The Chilterns Gateway Centre is situated on the top of Dunstable Downs at Bedfordshire's highest point, 798 feet above sea-level. The visitor centre offers spectacular views over Bedfordshire, Buckinghamshire, Oxfordshire, Northamptonshire and Hertfordshire. Dunstable Downs is owned and managed in partnership with the National Trust.
The visitor centre and cafe are open daily from 10am - 5pm, with the exception of Christmas Day. Further information can be found on the National Trust website.
Please see the links below for the JLAF annual reviews:
Annual review 2013-2014 (PDF 187KB)
Annual review 2011-2012 (PDF 379KB)
Annual review 2010-2011 (PDF 1MB)
Annual review 2009-2010 (PDF 6.8MB)
The main services we provide:
Providing advice to land managers and parish councils throughout Central Bedfordshire Council
Providing advice in regard to agri-environment schemes and woodland schemes within Central Bedfordshire Council
Liaising and co-coordinating with a range of environmental and other specialists interests bodies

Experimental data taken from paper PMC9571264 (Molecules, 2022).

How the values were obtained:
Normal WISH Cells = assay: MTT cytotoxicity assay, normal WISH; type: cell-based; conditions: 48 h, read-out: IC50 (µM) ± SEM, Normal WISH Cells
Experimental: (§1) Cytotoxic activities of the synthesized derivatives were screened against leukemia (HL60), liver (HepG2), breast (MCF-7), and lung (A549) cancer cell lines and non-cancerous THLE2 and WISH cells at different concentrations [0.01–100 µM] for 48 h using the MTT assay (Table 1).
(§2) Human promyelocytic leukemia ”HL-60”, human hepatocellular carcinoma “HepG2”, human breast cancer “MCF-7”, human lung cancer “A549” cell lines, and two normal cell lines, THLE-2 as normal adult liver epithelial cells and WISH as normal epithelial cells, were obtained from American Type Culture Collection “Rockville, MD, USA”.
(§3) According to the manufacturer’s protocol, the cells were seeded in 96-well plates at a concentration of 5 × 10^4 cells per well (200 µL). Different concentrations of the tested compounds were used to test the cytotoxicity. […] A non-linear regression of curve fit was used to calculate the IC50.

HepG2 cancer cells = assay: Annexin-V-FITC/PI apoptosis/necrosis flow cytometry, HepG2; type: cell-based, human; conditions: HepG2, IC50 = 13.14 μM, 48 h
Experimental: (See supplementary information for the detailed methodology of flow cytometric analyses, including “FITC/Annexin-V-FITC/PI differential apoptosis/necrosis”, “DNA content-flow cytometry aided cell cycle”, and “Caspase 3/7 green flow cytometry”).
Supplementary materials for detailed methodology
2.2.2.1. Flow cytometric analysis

Talks, walks and other events
Advice to Central Bedfordshire Council on the environmental management of its property to its planning and other services
A number of policy documents relating to public rights of way and the countryside have been developed and these are shown below.
Applications policy (PDF 3.9MB)
Relating to Public Path Orders, Definitive Map Modification Orders and Town and Country Planning Act Orders
Enforcement policy (PDF 1.7MB)
Obstructions (temporary and permanent), farming issues (ploughing and cropping) and minerals deposited on the highway
Ploughing and cropping policy (PDF 1.8MB)
Legislation and procedure for paths subject to farming operations
Least restrictive access policy (PDF 5.2MB)
Structures on the public path network that enable access to all
Tree and woodland policy (PDF 472KB)
Management of trees and woodland within Countryside Access Team's sites and public Rights of Way
Policies under development
Working practice and guidance
In addition to the above policies a number of documents providing working practice and guidance to council officers on rights of way matters have also been developed.
Wind Turbines near Public Rights of Way - working practice guidance note
(PDF 561KB)Wind Turbines near Public Rights of Way - technical appendix (PDF 911KB)
If you are a film company looking for locations why not explore the opportunities available with Central Bedfordshire Council.
Located not far from London, with easy access via the M1 and A1, Central Bedfordshire boasts both picturesque countryside and distinctive locations. Central Bedfordshire Council is a film friendly Council and welcomes enquiries from the producers of non-news film, television and stills photography wishing to locate their project at a countryside site.